COVID-19 pandemic may be a ‘black swan’ event for investors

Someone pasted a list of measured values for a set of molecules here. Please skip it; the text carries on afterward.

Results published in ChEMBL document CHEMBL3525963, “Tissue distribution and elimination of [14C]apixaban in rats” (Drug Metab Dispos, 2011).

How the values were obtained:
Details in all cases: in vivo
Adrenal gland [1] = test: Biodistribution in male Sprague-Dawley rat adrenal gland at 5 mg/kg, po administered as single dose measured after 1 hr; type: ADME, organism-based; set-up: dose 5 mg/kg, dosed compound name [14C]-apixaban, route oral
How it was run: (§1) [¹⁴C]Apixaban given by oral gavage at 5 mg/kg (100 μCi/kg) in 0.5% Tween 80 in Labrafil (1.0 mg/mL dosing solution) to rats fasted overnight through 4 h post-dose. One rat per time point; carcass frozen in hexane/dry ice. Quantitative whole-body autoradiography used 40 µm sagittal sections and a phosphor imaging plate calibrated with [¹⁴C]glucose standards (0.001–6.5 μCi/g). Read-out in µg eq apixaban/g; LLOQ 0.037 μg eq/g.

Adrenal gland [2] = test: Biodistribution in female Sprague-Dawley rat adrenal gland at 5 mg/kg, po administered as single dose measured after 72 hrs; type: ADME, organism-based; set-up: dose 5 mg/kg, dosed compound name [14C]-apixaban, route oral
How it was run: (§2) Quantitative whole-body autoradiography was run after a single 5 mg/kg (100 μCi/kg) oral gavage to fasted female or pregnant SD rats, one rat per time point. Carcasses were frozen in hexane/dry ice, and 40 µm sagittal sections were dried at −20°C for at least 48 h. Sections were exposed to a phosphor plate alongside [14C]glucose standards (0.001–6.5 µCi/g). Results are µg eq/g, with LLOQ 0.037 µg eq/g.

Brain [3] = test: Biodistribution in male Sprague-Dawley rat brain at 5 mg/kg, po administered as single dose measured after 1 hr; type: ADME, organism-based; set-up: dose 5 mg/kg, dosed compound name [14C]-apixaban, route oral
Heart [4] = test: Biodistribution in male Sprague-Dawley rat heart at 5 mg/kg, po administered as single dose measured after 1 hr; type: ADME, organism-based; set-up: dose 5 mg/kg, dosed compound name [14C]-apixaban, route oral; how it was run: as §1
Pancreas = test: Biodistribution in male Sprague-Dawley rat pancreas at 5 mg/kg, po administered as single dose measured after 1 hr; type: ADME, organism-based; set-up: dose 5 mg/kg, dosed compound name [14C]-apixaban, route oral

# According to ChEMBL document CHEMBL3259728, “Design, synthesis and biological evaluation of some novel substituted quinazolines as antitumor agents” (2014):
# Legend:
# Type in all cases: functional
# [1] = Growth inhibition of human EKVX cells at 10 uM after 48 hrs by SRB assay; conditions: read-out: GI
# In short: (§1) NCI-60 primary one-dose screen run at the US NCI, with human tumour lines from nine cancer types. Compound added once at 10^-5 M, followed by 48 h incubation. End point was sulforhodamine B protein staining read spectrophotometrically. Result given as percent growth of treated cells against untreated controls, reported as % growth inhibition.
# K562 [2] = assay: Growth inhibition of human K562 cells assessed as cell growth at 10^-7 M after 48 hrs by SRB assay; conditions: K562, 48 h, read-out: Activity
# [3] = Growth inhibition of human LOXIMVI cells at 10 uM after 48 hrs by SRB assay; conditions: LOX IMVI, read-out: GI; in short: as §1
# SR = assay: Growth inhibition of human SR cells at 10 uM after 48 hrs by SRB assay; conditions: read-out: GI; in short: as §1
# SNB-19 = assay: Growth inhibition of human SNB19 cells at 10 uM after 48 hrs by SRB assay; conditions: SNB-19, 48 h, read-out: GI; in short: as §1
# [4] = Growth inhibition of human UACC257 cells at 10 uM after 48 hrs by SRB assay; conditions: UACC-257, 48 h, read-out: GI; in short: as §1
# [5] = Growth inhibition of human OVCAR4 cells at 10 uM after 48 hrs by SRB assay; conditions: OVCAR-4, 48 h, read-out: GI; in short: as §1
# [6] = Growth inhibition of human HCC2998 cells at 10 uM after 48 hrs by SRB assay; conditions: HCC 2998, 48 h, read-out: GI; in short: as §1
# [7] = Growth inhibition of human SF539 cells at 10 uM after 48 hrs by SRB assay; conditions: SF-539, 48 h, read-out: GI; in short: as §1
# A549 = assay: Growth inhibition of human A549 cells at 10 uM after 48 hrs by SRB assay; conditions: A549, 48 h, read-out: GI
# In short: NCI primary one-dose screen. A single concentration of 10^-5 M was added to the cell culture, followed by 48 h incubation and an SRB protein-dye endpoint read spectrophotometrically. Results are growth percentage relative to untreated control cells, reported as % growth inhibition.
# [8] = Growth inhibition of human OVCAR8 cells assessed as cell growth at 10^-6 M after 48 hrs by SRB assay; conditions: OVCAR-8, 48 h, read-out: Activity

WHAT WE ARE experiencing now is an outlier to our normal risk/reward standard deviation. Some refer to it as a Black Swan event. It happens every so many years, as we all know. This latest event hit with a greater velocity and impact than any other time in our country’s history. We blinked and more than $7 trillion dollars was taken out of the markets’ value in little more than a week. If you are reading this and you are a younger investor with five or more years to retirement, you can wait this out and keep dollar cost averaging. But what lessons are here if you think that this could happen right before, or just newly into your retirement? This risk is what we refer to as “sequence of return risk.” Translated into layman’s terms, “just God-awful bad luck and timing.” If you are holding stocks, bonds, real estate, commodities, etc., there is no way that we know of to completely protect yourself from, at the very least, paper losses in your holdings during such an immediate and precipitous decline. You have probably heard the phrase, “all boats go lower in an outgoing tide.” It certainly seems that way. Sometimes, there is no place to hide. But this does not mean you cannot be prepared to lessen the blow by utilizing available investment strategies. The first and most important strategy is to have a comprehensive financial/retirement plan that lays out when you will retire, how much you will be spending, how much you should be saving, and the minimal amount of risk you should accept in a well-diversified portfolio in order to achieve your stated goals. You may have heard of the term “alpha” which, oversimplified, is attempting to get the best return for the risk taken. There is another kind of alpha that I believe you may not have heard of before-behavior alpha -refering to the avoidance of making emotional, spur of the moment decisions due to fear. When you have a financial plan to adhere to, you can consult with your advisor and perhaps be dissuaded from turning paper losses into real losses. If you had already had a plan that could be adjusted within the new “what-if” scenarios, then any possible panic might be better dealt with in a more logical manner. What we are hearing every day during this crisis from our retired clients is how relieved they are that they have guaranteed, lifetime income as part of their retirement planning. This income takes pressure off drawing down on a depressed portfolio of equities, and gives peace of mind that income continues, no matter what the markets may temporarily be experiencing. It is prudent to consider covering your most essential expense needs through dependable, recurring income. In this way, the non-essential income can be tied more into portfolio balances as a percentage and adjusted as needed. Also, there are investment instruments available that help hedge downside moves, albeit compromising a percentage of upside moves. When integrating these strategies with more traditional portfolios, the result is more peace-of-mind. Proper planning cannot be emphasized enough. Take this current crisis as an example. With a plan, you can instantly see how your probability of success is holding up. Is it staying within the acceptable parameters or not? If not, what adjustments might be made? Without a plan, you are just guessing, not having any idea how a drop in the market truly affects your retirement. Dealing with a crisis as we are all unfortunately doing now, is hard enough without the added stress of not knowing how it will impact a retiree’s income, and thereby, the quality of life. This downturn in the economy can be a great learning experience for investors looking forward as they watch the unthinkable happen. The questions you could be asking yourself now might be how you could be better prepared the next time sometime like this occurs, and how to use this movement in your favor. Right now, top priority is staying safe and keeping those we love free of this insidious virus. Things will revert to the mean again in time, and as we have said in previous articles, we hope it is not business as usual. What have we learned?